Abstract

Abstract 3800

Introduction:

Treatment of anemia in pts with myelodysplastic syndromes (MDS) may require packed red blood cell transfusion. Transfusion dependence in MDS is associated with poorer clinical outcomes and reduced overall survival (OS). This US registry prospectively collected data on clinical outcomes in chelated and non-chelated, transfused, lower-risk MDS pts. OS, leukemic transformation, and clinical events are reported for non-chelated and chelated pts at 36 mos on study.

Methods:

This 5-year, non-interventional registry enrolled 600 pts from 107 US centers. Pts were ≥18 years old with lower-risk MDS (WHO, FAB, and/or IPSS) and transfusional iron overload (serum ferritin ≥1000 μg/L and/or ≥20 packed red blood cell units and/or ≥6 units every 12 weeks). The chelated group included all pts who had ever used iron chelation; sub-analysis was performed on pts with ≥6 mos chelation. Assessments were every 6 mos for 5 years or until death and included demographics, survival, disease status, comorbidities, causes of death, and MDS therapy.

Results:

Baseline demographics and IPSS risk status were similar between groups, although transfusion burden trended higher in chelated pts (Table 1). As of April 30, 2012, 169 pts continued on registry, and 431 discontinued (345 died, 57.5%; 61 lost to follow-up, 10.2%; and 25 other, 4.2%). In all, 264 (44%) pts received chelation therapy; 200 had ≥6 mos chelation. OS and time to acute myeloid leukemia (AML) transformation were significantly longer, and percentage of deaths was significantly lower in chelated ≥6 mos vs. non-chelated pts (P<0.0001, P=0.011 [median not reached in either group], P=0.0002, respectively; Table 2). AML transformations were also lower in chelated ≥6 mos pts (not significant [NS]). Cardiac (non-chelated, 51.5%; ≥6 mos chelation, 30.5%) and vascular disorders (non-chelated, 59.2%; ≥6 mos chelation, 45.5%) were more prevalent in non-chelated pts at baseline; this trend continued on study: cardiac (non-chelated, 49.7%; ≥6 mos chelation, 42.5%); vascular (non-chelated, 55.7%; ≥6 mos chelation, 48.5%; NS, all comparisons). Most frequent causes of death were MDS/AML, cardiac events, and infection. The percentage of pts who had ever received MDS therapy was lower among non-chelated pts (non-chelated, 88.4%; ≥6 mos chelation, 93.5%; NS).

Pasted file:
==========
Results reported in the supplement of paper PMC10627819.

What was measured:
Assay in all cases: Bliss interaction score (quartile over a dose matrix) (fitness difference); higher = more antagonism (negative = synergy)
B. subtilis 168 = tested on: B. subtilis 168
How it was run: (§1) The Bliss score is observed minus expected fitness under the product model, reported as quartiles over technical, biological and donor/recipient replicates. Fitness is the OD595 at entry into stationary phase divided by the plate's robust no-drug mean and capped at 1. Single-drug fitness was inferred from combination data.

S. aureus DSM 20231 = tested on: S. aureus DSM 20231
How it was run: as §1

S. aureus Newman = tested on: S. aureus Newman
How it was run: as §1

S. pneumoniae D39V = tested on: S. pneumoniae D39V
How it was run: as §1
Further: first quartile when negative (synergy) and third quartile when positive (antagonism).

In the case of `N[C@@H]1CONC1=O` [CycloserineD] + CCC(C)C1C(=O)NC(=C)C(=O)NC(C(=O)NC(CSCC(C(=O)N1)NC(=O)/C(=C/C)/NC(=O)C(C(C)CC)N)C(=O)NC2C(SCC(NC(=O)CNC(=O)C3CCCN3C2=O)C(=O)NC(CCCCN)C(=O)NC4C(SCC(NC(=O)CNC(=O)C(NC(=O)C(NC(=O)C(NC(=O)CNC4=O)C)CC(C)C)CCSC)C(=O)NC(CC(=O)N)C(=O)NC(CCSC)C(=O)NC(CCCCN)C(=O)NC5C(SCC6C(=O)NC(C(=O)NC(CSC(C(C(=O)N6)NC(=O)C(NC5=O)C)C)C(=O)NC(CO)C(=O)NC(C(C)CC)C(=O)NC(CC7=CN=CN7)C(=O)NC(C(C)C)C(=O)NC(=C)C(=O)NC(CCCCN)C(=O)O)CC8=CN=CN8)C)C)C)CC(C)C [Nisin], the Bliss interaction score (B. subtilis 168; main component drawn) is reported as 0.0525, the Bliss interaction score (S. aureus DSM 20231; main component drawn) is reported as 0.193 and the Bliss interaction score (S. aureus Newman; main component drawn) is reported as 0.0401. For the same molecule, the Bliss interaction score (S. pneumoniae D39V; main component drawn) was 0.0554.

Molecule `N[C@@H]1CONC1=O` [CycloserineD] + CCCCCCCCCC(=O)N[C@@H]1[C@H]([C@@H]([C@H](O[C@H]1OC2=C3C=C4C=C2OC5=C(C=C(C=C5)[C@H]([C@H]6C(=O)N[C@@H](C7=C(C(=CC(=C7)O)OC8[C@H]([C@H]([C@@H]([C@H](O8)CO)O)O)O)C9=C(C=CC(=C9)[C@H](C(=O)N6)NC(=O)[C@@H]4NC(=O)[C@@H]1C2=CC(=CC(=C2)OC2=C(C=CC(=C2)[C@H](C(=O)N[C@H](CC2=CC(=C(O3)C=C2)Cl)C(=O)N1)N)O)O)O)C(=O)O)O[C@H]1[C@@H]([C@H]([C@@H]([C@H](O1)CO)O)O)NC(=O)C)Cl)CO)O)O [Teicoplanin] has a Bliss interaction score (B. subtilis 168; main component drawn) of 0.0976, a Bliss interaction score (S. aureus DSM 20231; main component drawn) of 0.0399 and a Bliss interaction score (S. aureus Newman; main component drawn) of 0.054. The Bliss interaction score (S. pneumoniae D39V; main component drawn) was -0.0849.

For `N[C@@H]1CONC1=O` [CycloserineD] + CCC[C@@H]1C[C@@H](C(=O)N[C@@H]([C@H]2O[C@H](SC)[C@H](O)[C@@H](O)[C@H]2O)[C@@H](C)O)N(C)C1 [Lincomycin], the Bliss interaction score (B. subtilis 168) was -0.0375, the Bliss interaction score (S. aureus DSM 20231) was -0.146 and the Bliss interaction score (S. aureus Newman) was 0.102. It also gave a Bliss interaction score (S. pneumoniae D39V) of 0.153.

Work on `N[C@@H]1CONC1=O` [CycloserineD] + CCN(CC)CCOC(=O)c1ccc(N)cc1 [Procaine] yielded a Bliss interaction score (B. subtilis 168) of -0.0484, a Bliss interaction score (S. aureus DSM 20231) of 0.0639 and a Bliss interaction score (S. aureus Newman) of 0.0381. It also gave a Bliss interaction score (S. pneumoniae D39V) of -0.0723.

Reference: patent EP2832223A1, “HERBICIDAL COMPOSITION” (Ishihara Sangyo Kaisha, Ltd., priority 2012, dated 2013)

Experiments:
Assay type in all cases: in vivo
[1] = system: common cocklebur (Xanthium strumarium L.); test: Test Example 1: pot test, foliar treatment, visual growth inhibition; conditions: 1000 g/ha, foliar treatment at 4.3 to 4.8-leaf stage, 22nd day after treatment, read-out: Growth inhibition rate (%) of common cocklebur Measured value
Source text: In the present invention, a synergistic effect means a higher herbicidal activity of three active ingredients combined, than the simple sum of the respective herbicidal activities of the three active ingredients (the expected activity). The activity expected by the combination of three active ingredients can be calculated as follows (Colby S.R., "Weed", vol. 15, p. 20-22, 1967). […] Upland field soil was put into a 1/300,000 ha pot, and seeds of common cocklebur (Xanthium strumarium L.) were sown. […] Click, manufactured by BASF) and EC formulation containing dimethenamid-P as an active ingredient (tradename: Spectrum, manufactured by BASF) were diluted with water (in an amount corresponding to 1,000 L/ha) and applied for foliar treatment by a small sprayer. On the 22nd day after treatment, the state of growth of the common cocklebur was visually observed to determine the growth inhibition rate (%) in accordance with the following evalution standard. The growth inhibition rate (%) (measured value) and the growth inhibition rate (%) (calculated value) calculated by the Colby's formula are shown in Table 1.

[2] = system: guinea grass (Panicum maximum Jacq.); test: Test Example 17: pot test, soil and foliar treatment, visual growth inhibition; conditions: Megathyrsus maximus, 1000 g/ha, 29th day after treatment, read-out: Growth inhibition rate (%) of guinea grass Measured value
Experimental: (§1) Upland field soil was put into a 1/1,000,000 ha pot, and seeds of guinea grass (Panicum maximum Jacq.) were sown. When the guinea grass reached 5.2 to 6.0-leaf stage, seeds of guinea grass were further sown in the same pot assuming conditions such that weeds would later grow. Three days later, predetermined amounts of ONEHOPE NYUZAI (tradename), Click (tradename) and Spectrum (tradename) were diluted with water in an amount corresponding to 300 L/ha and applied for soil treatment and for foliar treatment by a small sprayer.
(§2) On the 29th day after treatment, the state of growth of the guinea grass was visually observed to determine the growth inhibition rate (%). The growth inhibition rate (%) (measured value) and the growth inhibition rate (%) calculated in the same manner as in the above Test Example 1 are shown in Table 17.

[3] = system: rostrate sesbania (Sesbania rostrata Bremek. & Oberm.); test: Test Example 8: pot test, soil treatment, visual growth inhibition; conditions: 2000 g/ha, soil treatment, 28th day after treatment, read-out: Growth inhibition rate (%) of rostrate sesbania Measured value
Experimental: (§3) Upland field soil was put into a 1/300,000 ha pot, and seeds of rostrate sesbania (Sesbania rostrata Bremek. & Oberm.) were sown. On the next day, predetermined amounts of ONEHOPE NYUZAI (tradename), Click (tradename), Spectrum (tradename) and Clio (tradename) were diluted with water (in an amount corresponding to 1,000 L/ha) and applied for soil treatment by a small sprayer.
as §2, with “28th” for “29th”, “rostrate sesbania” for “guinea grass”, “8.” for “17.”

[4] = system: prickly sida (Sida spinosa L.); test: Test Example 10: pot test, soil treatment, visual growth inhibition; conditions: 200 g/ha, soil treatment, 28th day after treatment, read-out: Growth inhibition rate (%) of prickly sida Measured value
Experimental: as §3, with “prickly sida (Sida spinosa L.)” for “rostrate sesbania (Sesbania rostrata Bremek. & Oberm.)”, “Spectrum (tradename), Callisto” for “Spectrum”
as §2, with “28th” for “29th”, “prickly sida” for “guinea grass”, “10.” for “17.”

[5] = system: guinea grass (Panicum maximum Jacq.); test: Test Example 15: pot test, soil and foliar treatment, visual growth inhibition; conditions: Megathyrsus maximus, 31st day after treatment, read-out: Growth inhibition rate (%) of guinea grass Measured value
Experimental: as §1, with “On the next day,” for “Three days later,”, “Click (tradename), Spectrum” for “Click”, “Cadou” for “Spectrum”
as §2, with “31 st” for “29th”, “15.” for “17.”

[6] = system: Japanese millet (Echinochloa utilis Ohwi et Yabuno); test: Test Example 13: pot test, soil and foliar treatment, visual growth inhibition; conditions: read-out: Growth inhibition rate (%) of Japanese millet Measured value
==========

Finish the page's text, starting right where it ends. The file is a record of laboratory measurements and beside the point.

Conclusions:

At 36 mos, chelated pts had significantly longer OS and time to AML transformation, as well as significantly fewer deaths. Trends toward fewer AML transformations and cardiac disorders were observed in chelated pts. Baseline characteristics and IPSS risk status were similar between groups, with the exception of more prevalent cardiac and vascular comorbidities in non-chelated pts. Additional assessments over the 5-year duration of this registry will provide further information on the association between chelation and clinical outcomes.

Table 1.

Demographics, IPSS Risk Status, and Transfusion Burden

Demographics, IPSS Risk Status, and Transfusion Burden
Demographics, IPSS Risk Status, and Transfusion Burden
Table 2.

Summary of AML Transformation, Clinical Events, and Deaths at 36 Months

Summary of AML Transformation, Clinical Events, and Deaths at 36 Months
Summary of AML Transformation, Clinical Events, and Deaths at 36 Months
Disclosures:

Lyons:Novartis: Research Funding; Amgen: Consultancy, Research Funding; Incyte: Consultancy, Research Funding; Telik: Research Funding. Paley:Novartis: Employment. Esposito:Novartis: Employment. Garcia-Manero:Novartis: Research Funding.

Author notes

*

Asterisk with author names denotes non-ASH members.